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FOOD’S BEST CAMEOS IN THE THEATRE
Ah, September. Otherwise known, in Ireland at least, as theatre month. True, true, many folks visit the theatre year- round but for those of us who prefer to binge on our culture, autumn holds forth the annual delicacies of The Dublin Fringe Fest, The Dublin Theatre Festival and the nationwide Culture Night.
Our schedules are full and some may have already bitten off more than they can chew – just how many shows can a person go to in a single night?
And what of food’s place in the theatre?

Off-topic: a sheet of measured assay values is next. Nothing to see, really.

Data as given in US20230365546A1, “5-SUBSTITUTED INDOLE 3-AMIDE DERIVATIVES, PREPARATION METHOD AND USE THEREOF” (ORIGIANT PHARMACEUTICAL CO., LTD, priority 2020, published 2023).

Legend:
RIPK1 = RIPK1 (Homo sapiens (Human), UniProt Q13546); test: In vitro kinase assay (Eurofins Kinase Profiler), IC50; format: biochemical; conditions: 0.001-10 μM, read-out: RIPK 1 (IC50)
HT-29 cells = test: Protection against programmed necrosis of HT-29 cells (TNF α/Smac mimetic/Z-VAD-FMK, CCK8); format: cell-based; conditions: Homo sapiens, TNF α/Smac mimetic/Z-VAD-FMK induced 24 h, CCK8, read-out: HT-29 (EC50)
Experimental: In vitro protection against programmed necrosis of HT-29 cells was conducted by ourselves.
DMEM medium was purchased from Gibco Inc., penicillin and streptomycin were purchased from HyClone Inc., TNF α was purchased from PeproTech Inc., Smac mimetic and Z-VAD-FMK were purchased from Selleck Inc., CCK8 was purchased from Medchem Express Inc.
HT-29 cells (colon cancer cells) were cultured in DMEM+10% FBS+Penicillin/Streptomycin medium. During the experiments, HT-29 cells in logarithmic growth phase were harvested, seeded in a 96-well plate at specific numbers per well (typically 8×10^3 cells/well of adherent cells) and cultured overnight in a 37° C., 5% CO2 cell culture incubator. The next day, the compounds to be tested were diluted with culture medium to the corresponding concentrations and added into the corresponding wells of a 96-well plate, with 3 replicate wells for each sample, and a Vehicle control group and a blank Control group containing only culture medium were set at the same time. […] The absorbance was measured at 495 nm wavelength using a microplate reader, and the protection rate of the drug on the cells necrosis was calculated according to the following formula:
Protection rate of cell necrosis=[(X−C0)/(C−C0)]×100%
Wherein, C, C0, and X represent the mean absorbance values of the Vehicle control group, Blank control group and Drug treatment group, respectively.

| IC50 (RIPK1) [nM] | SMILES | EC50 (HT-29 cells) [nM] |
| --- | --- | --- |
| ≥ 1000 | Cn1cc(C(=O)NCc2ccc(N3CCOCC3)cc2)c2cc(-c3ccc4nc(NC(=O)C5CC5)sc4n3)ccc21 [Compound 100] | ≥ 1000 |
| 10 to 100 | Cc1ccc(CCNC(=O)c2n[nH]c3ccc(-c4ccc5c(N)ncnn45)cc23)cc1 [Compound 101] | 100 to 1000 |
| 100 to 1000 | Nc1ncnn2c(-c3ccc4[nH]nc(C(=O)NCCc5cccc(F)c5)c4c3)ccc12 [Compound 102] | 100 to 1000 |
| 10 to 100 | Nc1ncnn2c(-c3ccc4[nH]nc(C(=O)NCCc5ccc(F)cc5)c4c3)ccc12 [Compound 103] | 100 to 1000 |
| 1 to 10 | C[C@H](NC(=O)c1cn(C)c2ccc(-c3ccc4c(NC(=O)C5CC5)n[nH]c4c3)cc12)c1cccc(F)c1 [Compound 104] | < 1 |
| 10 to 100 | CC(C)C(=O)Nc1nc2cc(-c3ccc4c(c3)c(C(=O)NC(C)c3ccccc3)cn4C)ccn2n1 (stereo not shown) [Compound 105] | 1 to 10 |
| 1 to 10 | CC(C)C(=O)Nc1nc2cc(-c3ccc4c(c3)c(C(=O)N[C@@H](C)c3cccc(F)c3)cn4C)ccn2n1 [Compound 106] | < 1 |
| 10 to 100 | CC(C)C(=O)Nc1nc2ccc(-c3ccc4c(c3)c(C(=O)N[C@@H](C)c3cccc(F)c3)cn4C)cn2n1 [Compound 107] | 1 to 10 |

Sure, it’s still frowned upon and relatively unheard of to munch on popcorn at a play ( I mean, really) but food on the stage can be a very powerful trope, heightening already dramatic scenes with subtext and subtlety.
Perhaps one of the most gripping uses of food in a play is the dining scene in Rope, written in 1929 by Patrick Hamilton based on a true story and brought to the big screen by Alfred Hitchcock.
The murderers hide the body of their victim in an antique wooden chest and host a dinner party for the unsuspecting family of said victim – using the aforementioned wooden chest as a buffet table for the party food. Cold as ice!
George Bernard Shaw set his plot twist around a waiter who serves a family a meal of soup, turbot, fowl, cold pudding and more in his 1897 comedy